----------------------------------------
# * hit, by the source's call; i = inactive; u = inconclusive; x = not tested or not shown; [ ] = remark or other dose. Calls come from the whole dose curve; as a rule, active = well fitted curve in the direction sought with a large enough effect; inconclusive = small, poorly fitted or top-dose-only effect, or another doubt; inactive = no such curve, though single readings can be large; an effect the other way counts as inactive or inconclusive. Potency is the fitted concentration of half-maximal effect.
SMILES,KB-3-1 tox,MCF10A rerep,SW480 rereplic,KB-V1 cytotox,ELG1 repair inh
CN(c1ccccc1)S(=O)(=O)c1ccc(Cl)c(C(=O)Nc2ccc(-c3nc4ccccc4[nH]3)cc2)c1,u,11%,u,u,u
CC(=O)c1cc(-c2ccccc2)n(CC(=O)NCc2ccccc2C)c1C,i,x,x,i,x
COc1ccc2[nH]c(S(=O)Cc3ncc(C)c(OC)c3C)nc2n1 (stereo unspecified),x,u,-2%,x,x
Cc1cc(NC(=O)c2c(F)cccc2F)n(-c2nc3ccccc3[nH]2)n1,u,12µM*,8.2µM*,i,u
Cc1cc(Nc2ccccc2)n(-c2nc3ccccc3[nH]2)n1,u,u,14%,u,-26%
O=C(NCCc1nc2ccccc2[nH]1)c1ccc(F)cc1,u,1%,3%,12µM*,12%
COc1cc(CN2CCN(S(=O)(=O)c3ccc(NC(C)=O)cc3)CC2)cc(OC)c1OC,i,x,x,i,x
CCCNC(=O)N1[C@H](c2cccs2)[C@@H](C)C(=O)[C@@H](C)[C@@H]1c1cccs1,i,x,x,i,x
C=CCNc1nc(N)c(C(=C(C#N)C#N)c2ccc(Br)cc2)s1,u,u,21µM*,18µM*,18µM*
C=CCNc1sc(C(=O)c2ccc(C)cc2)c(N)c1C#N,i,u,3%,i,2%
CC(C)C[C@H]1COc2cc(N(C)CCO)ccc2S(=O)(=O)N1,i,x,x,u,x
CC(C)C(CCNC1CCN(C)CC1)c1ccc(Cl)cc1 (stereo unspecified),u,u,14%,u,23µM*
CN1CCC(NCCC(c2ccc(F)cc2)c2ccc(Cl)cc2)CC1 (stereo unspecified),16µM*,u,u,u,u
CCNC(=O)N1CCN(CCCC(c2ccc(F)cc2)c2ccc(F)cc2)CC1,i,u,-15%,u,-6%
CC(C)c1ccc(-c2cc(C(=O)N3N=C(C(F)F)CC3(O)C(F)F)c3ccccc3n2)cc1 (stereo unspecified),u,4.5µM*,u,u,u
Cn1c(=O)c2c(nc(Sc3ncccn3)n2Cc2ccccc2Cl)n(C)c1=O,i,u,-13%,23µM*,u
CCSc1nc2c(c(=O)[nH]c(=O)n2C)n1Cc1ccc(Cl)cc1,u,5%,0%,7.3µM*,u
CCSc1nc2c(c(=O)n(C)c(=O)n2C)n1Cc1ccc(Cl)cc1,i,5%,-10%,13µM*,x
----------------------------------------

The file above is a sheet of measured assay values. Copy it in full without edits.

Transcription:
# * hit, by the source's call; i = inactive; u = inconclusive; x = not tested or not shown; [ ] = remark or other dose. Calls come from the whole dose curve; as a rule, active = well fitted curve in the direction sought with a large enough effect; inconclusive = small, poorly fitted or top-dose-only effect, or another doubt; inactive = no such curve, though single readings can be large; an effect the other way counts as inactive or inconclusive. Potency is the fitted concentration of half-maximal effect.
SMILES,KB-3-1 tox,MCF10A rerep,SW480 rereplic,KB-V1 cytotox,ELG1 repair inh
CN(c1ccccc1)S(=O)(=O)c1ccc(Cl)c(C(=O)Nc2ccc(-c3nc4ccccc4[nH]3)cc2)c1,u,11%,u,u,u
CC(=O)c1cc(-c2ccccc2)n(CC(=O)NCc2ccccc2C)c1C,i,x,x,i,x
COc1ccc2[nH]c(S(=O)Cc3ncc(C)c(OC)c3C)nc2n1 (stereo unspecified),x,u,-2%,x,x
Cc1cc(NC(=O)c2c(F)cccc2F)n(-c2nc3ccccc3[nH]2)n1,u,12µM*,8.2µM*,i,u
Cc1cc(Nc2ccccc2)n(-c2nc3ccccc3[nH]2)n1,u,u,14%,u,-26%
O=C(NCCc1nc2ccccc2[nH]1)c1ccc(F)cc1,u,1%,3%,12µM*,12%
COc1cc(CN2CCN(S(=O)(=O)c3ccc(NC(C)=O)cc3)CC2)cc(OC)c1OC,i,x,x,i,x
CCCNC(=O)N1[C@H](c2cccs2)[C@@H](C)C(=O)[C@@H](C)[C@@H]1c1cccs1,i,x,x,i,x
C=CCNc1nc(N)c(C(=C(C#N)C#N)c2ccc(Br)cc2)s1,u,u,21µM*,18µM*,18µM*
C=CCNc1sc(C(=O)c2ccc(C)cc2)c(N)c1C#N,i,u,3%,i,2%
CC(C)C[C@H]1COc2cc(N(C)CCO)ccc2S(=O)(=O)N1,i,x,x,u,x
CC(C)C(CCNC1CCN(C)CC1)c1ccc(Cl)cc1 (stereo unspecified),u,u,14%,u,23µM*
CN1CCC(NCCC(c2ccc(F)cc2)c2ccc(Cl)cc2)CC1 (stereo unspecified),16µM*,u,u,u,u
CCNC(=O)N1CCN(CCCC(c2ccc(F)cc2)c2ccc(F)cc2)CC1,i,u,-15%,u,-6%
CC(C)c1ccc(-c2cc(C(=O)N3N=C(C(F)F)CC3(O)C(F)F)c3ccccc3n2)cc1 (stereo unspecified),u,4.5µM*,u,u,u
Cn1c(=O)c2c(nc(Sc3ncccn3)n2Cc2ccccc2Cl)n(C)c1=O,i,u,-13%,23µM*,u
CCSc1nc2c(c(=O)[nH]c(=O)n2C)n1Cc1ccc(Cl)cc1,u,5%,0%,7.3µM*,u
CCSc1nc2c(c(=O)n(C)c(=O)n2C)n1Cc1ccc(Cl)cc1,i,5%,-10%,13µM*,x